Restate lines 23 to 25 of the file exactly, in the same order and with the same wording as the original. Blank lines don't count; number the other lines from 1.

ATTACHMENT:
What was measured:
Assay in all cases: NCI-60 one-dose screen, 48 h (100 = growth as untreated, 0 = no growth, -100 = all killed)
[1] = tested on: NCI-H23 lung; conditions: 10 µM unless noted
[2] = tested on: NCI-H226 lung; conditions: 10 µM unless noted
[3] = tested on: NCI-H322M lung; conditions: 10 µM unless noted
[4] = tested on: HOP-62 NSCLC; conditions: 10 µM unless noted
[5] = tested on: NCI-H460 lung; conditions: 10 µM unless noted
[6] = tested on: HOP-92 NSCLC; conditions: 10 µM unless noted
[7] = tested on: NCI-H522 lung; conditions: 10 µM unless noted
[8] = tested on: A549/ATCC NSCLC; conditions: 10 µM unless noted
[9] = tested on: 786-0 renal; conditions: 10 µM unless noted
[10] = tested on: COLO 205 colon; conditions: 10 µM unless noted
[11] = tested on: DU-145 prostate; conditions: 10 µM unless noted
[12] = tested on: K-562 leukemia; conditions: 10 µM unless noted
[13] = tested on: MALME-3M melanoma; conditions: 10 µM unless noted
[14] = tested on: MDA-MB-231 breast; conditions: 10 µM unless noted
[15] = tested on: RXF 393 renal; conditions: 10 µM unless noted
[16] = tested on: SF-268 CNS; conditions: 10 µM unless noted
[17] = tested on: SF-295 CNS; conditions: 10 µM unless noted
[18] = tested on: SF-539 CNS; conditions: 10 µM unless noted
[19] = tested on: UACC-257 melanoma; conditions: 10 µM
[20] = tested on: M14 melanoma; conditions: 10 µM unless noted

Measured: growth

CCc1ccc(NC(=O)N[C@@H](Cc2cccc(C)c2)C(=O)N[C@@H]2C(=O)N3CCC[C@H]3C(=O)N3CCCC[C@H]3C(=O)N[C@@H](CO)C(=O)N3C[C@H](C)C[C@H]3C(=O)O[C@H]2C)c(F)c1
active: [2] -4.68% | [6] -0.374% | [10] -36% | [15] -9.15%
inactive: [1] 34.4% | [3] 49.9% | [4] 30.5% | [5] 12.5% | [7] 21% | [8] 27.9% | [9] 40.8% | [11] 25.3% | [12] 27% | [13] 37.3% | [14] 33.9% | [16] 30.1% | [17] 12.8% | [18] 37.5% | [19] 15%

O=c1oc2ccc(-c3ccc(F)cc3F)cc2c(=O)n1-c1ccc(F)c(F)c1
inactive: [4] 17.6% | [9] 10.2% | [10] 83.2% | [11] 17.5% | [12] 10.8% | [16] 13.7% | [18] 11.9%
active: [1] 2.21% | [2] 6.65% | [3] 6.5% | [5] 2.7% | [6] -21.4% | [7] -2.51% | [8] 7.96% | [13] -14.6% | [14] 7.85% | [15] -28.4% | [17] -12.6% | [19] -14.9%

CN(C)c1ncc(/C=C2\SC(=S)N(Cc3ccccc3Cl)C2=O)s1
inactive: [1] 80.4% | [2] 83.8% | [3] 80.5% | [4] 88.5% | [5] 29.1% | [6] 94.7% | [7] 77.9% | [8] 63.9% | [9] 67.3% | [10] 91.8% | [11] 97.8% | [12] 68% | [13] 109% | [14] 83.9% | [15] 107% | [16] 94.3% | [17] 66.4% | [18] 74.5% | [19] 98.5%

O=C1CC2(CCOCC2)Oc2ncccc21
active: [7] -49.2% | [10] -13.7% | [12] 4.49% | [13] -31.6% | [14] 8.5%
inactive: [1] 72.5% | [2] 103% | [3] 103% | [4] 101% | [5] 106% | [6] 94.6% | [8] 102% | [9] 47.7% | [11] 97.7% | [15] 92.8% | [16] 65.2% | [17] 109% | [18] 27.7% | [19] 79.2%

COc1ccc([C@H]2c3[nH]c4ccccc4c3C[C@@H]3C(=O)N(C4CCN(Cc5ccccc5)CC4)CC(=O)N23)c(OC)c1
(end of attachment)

Measured: growth

CCc1ccc(NC(=O)N[C@@H](Cc2cccc(C)c2)C(=O)N[C@@H]2C(=O)N3CCC[C@H]3C(=O)N3CCCC[C@H]3C(=O)N[C@@H](CO)C(=O)N3C[C@H](C)C[C@H]3C(=O)O[C@H]2C)c(F)c1
active: [2] -4.68% | [6] -0.374% | [10] -36% | [15] -9.15%